On our last day in Sirsi, we attended a Puja at Megha’s aunt’s house, which is a Hindu prayer ceremony done in the home to honor the gods and bring good fortune to the family. It was really special to have such a personal experience while in Sirsi. 

 

MIT team and Megha’s family after the Puja.

 

Report from D-Lab: Development, Team Botswana: January D-Lab Student Fieldwork

Thabiso Blak Mashaba, founder and CEO of Botswana-based social enterprise These Hands (left front) with members of the D-Lab: Development team and local community members in Kaputura.

Breaking it Down and Building it Up in Botswana

In January 2018, a team of five students from the D-Lab: Development class traveled to D’kar and Kaputura, Botswana for three weeks of project work, relationship building, and cultural experiences. Asli Demir ‘19, Caroline Jordan ‘20, Danielle Gleason ‘20, Rianna Jitosho ‘19, and Veronica LaBelle ‘19, as well as their trip leader, Justin Carrus ‘17, partnered with local organization These Hands founder and community partner Thabiso Blak Mashaba for the trip. 

Our team first traveled to D’kar, where These Hands was host to two International Development Design Summts, IDDS D'Kar 2015 and IDDS Botswana 2016. Over the course of a week and a half, the students worked closely with community members to advance and bring to closure several projects from IDDS 2016. We really enjoyed the collaborative experience and learning about local culture as well as new perspectives on design and engineering from their community partners.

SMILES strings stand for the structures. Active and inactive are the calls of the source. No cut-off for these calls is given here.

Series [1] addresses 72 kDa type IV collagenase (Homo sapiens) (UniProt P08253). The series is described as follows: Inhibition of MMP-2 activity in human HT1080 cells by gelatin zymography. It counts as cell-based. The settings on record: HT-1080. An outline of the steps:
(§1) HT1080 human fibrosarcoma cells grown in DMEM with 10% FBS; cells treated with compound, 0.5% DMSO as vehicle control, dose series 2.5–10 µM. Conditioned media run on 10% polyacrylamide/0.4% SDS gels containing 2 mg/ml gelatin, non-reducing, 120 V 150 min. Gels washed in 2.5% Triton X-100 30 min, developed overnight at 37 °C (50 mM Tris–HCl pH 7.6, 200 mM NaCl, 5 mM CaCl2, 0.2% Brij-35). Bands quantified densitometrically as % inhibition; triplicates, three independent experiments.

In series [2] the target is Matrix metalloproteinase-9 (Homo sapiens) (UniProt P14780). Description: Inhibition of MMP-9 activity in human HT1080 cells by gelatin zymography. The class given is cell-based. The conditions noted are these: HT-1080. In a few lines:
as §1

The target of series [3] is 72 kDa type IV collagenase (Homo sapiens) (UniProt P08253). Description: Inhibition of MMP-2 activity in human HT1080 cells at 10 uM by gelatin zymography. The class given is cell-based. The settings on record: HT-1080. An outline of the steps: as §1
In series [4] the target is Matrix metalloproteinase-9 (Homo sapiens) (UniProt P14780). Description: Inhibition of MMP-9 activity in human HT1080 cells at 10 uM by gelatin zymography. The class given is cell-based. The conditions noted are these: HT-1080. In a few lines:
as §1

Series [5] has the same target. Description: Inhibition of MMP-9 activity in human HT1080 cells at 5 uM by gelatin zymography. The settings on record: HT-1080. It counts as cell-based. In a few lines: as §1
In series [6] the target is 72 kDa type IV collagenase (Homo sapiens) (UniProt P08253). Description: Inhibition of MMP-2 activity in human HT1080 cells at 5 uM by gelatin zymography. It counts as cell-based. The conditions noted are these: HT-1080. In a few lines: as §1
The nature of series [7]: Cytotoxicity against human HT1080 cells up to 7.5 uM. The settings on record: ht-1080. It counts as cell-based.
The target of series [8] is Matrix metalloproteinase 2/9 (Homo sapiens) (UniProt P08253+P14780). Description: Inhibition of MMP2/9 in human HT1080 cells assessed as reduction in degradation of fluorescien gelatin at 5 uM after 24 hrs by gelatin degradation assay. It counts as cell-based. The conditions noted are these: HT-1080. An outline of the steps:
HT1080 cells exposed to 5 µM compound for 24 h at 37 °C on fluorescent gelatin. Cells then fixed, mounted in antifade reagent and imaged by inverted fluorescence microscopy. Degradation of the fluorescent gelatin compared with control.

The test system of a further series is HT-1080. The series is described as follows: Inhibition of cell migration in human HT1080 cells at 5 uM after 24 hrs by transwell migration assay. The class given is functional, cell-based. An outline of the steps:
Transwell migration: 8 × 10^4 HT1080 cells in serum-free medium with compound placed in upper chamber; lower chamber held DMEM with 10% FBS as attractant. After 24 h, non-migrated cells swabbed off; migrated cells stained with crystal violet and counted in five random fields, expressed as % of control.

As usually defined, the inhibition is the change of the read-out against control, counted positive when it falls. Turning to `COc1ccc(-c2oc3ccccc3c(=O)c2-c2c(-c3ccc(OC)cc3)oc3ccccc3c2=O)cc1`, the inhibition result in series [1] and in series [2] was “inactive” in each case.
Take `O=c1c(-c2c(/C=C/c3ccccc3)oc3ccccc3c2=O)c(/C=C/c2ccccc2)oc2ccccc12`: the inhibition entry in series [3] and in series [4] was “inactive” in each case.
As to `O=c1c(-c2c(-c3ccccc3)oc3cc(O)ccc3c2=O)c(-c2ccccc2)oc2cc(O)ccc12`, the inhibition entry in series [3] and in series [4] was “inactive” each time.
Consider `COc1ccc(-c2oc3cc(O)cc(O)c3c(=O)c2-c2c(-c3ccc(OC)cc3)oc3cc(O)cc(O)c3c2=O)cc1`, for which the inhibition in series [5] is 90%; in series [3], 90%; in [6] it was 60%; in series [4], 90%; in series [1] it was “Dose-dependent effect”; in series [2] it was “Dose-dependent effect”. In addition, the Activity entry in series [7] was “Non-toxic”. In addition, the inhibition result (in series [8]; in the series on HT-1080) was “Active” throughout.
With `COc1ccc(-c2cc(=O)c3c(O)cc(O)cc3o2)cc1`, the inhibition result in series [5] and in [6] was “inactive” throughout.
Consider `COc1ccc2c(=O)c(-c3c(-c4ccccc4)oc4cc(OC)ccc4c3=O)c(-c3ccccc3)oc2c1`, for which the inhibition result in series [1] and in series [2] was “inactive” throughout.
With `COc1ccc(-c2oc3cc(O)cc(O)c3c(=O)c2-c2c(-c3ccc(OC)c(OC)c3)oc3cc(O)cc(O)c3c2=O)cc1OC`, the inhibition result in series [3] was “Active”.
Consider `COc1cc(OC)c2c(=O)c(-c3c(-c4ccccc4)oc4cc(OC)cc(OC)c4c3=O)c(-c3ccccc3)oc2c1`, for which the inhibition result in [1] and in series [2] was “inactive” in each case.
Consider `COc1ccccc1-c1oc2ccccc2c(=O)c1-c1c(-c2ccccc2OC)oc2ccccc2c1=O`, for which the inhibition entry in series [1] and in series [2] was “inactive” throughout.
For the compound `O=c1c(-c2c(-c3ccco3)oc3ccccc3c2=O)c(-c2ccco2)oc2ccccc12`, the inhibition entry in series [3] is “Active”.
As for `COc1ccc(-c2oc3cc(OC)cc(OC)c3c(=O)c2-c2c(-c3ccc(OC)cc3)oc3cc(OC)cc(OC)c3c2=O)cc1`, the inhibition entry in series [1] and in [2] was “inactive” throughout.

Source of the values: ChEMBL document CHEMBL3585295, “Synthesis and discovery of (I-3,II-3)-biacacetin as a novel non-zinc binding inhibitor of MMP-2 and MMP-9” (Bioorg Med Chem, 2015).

After a brief stop in Maun, we traveled to Kaputura, where we spent a week focusing on replicating the box bellows they designed over the fall semester with local materials, as well as conducting a needs assessment for the local carpenter. While in Kaputura, we also visited Bana ba Metsi, a boarding school for at-risk youth, where we held a Creative Capacity Building event.

The Details from D’Kar

One project in D’Kar featured a brick press that was unique in that the bricks produced could be used to construct round homes, similar to the traditional rondavel in Botswana. Collaborating with D’kar local Khomsa Sixpence, team members Danielle Gleason and Rianna Jitosho worked to improve the existing design, with a focus on ergonomics and efficiency. The project was brought to the stage where the D’kar Innovation Center can begin to either rent out the press, or begin selling bricks to community members.

Another project focused on generating income for the Innovation Center was the Easy Ncoro Washing Machine. The team improved the functionality and ergonomics of the existing machine, as well as conducting user tests of the machine’s operation and wash power. At the end of the team’s stay in D’kar, the machine was fully functioning and ready to be used by the community.

Danielle 20’ demonstrating the washing machine. 

A third project focused on improving the design of an existing rocket stove, which uses otherwise useless brush as firewood. Firewood is scarce in D’kar, and the project saw significant interest when it was displayed at a community showcase.